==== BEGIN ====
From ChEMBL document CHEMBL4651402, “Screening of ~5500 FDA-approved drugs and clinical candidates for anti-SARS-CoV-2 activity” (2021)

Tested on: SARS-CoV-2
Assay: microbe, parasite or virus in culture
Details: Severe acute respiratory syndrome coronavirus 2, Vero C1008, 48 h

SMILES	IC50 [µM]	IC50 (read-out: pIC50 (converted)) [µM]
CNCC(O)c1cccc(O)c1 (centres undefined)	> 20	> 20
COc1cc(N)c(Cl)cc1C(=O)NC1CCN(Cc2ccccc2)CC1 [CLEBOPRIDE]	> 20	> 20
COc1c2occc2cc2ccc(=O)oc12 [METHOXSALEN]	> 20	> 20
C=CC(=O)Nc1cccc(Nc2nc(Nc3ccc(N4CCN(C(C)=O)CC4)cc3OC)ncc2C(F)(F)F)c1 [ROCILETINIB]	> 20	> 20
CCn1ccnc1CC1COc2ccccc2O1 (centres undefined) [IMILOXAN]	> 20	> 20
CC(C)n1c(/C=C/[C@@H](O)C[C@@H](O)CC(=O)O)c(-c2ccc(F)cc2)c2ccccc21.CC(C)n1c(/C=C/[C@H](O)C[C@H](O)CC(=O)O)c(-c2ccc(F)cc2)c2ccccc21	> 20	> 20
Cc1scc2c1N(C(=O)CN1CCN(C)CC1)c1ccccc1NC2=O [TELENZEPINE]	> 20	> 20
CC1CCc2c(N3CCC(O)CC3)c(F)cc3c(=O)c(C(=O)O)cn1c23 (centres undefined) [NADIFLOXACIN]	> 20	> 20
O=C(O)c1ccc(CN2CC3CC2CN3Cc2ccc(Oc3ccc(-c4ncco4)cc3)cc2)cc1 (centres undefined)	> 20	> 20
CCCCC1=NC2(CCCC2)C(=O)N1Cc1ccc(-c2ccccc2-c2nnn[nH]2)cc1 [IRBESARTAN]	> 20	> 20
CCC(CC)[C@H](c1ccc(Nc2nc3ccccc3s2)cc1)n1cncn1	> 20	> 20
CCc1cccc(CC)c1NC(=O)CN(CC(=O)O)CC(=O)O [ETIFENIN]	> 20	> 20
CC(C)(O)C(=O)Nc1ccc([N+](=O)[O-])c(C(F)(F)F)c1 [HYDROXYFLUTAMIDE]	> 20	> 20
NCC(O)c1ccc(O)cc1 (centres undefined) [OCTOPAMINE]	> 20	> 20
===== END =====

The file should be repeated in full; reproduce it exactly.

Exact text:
From ChEMBL document CHEMBL4651402, “Screening of ~5500 FDA-approved drugs and clinical candidates for anti-SARS-CoV-2 activity” (2021)

Tested on: SARS-CoV-2
Assay: microbe, parasite or virus in culture
Details: Severe acute respiratory syndrome coronavirus 2, Vero C1008, 48 h

SMILES	IC50 [µM]	IC50 (read-out: pIC50 (converted)) [µM]
CNCC(O)c1cccc(O)c1 (centres undefined)	> 20	> 20
COc1cc(N)c(Cl)cc1C(=O)NC1CCN(Cc2ccccc2)CC1 [CLEBOPRIDE]	> 20	> 20
COc1c2occc2cc2ccc(=O)oc12 [METHOXSALEN]	> 20	> 20
C=CC(=O)Nc1cccc(Nc2nc(Nc3ccc(N4CCN(C(C)=O)CC4)cc3OC)ncc2C(F)(F)F)c1 [ROCILETINIB]	> 20	> 20
CCn1ccnc1CC1COc2ccccc2O1 (centres undefined) [IMILOXAN]	> 20	> 20
CC(C)n1c(/C=C/[C@@H](O)C[C@@H](O)CC(=O)O)c(-c2ccc(F)cc2)c2ccccc21.CC(C)n1c(/C=C/[C@H](O)C[C@H](O)CC(=O)O)c(-c2ccc(F)cc2)c2ccccc21	> 20	> 20
Cc1scc2c1N(C(=O)CN1CCN(C)CC1)c1ccccc1NC2=O [TELENZEPINE]	> 20	> 20
CC1CCc2c(N3CCC(O)CC3)c(F)cc3c(=O)c(C(=O)O)cn1c23 (centres undefined) [NADIFLOXACIN]	> 20	> 20
O=C(O)c1ccc(CN2CC3CC2CN3Cc2ccc(Oc3ccc(-c4ncco4)cc3)cc2)cc1 (centres undefined)	> 20	> 20
CCCCC1=NC2(CCCC2)C(=O)N1Cc1ccc(-c2ccccc2-c2nnn[nH]2)cc1 [IRBESARTAN]	> 20	> 20
CCC(CC)[C@H](c1ccc(Nc2nc3ccccc3s2)cc1)n1cncn1	> 20	> 20
CCc1cccc(CC)c1NC(=O)CN(CC(=O)O)CC(=O)O [ETIFENIN]	> 20	> 20
CC(C)(O)C(=O)Nc1ccc([N+](=O)[O-])c(C(F)(F)F)c1 [HYDROXYFLUTAMIDE]	> 20	> 20
NCC(O)c1ccc(O)cc1 (centres undefined) [OCTOPAMINE]	> 20	> 20